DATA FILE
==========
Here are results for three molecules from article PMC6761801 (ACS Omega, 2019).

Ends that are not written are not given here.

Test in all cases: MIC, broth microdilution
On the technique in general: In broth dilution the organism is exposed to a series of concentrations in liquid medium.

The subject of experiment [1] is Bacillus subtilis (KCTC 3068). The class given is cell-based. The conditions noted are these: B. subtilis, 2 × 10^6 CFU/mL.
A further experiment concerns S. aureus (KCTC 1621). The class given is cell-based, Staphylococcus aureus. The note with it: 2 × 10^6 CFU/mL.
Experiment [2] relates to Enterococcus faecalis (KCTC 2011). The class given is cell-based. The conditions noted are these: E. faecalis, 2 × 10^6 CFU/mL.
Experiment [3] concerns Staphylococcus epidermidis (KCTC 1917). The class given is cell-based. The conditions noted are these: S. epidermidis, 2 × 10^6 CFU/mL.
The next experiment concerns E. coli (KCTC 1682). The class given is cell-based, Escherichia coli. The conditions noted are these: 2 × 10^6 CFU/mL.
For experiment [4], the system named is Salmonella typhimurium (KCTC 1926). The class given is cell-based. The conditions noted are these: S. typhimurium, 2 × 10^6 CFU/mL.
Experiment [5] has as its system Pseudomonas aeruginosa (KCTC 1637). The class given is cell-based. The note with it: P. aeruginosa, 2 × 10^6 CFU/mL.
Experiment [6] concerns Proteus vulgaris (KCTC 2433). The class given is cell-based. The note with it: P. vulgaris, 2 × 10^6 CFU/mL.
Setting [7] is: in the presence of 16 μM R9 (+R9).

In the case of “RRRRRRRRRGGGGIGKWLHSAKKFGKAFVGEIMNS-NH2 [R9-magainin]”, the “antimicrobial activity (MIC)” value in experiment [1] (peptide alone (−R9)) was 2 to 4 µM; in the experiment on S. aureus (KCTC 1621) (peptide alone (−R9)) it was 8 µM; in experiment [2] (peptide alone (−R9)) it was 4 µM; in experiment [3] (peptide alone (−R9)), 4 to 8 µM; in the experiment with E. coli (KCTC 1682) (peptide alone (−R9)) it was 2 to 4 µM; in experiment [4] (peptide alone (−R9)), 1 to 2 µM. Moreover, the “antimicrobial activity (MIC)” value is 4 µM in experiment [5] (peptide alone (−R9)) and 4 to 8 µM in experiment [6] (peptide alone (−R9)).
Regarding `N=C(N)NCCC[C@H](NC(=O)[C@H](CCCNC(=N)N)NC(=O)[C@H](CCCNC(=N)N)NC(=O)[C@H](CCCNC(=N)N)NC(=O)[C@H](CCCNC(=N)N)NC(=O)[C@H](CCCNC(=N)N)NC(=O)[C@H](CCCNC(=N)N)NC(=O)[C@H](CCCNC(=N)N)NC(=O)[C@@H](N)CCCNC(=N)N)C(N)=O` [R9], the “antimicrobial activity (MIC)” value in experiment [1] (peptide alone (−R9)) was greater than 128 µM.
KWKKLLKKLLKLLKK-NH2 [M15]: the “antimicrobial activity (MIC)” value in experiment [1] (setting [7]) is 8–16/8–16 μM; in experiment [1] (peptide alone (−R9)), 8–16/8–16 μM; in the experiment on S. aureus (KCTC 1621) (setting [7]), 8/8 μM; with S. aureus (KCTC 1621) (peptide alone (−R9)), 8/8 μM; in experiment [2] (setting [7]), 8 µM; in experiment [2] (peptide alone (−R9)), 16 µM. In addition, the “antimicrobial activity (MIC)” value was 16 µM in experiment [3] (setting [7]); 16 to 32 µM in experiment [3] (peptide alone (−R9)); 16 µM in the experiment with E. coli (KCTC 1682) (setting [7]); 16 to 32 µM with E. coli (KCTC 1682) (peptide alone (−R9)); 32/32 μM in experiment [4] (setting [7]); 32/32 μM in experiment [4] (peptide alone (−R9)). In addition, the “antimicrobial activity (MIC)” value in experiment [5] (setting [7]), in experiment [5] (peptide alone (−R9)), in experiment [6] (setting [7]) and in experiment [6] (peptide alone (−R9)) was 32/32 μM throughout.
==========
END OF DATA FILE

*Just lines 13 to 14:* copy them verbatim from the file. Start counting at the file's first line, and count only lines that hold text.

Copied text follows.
Setting [7] is: in the presence of 16 μM R9 (+R9).

In the case of “RRRRRRRRRGGGGIGKWLHSAKKFGKAFVGEIMNS-NH2 [R9-magainin]”, the “antimicrobial activity (MIC)” value in experiment [1] (peptide alone (−R9)) was 2 to 4 µM; in the experiment on S. aureus (KCTC 1621) (peptide alone (−R9)) it was 8 µM; in experiment [2] (peptide alone (−R9)) it was 4 µM; in experiment [3] (peptide alone (−R9)), 4 to 8 µM; in the experiment with E. coli (KCTC 1682) (peptide alone (−R9)) it was 2 to 4 µM; in experiment [4] (peptide alone (−R9)), 1 to 2 µM. Moreover, the “antimicrobial activity (MIC)” value is 4 µM in experiment [5] (peptide alone (−R9)) and 4 to 8 µM in experiment [6] (peptide alone (−R9)).